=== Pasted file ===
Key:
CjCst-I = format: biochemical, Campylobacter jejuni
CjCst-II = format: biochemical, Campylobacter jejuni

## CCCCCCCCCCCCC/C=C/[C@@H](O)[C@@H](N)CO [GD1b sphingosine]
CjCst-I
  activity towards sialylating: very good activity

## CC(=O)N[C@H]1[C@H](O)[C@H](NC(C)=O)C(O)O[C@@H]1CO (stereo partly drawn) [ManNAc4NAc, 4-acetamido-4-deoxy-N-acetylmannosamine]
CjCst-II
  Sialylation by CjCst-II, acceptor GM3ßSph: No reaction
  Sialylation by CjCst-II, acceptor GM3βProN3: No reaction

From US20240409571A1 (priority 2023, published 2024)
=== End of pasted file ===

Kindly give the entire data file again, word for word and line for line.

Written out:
Key:
CjCst-I = format: biochemical, Campylobacter jejuni
CjCst-II = format: biochemical, Campylobacter jejuni

## CCCCCCCCCCCCC/C=C/[C@@H](O)[C@@H](N)CO [GD1b sphingosine]
CjCst-I
  activity towards sialylating: very good activity

## CC(=O)N[C@H]1[C@H](O)[C@H](NC(C)=O)C(O)O[C@@H]1CO (stereo partly drawn) [ManNAc4NAc, 4-acetamido-4-deoxy-N-acetylmannosamine]
CjCst-II
  Sialylation by CjCst-II, acceptor GM3ßSph: No reaction
  Sialylation by CjCst-II, acceptor GM3βProN3: No reaction

From US20240409571A1 (priority 2023, published 2024)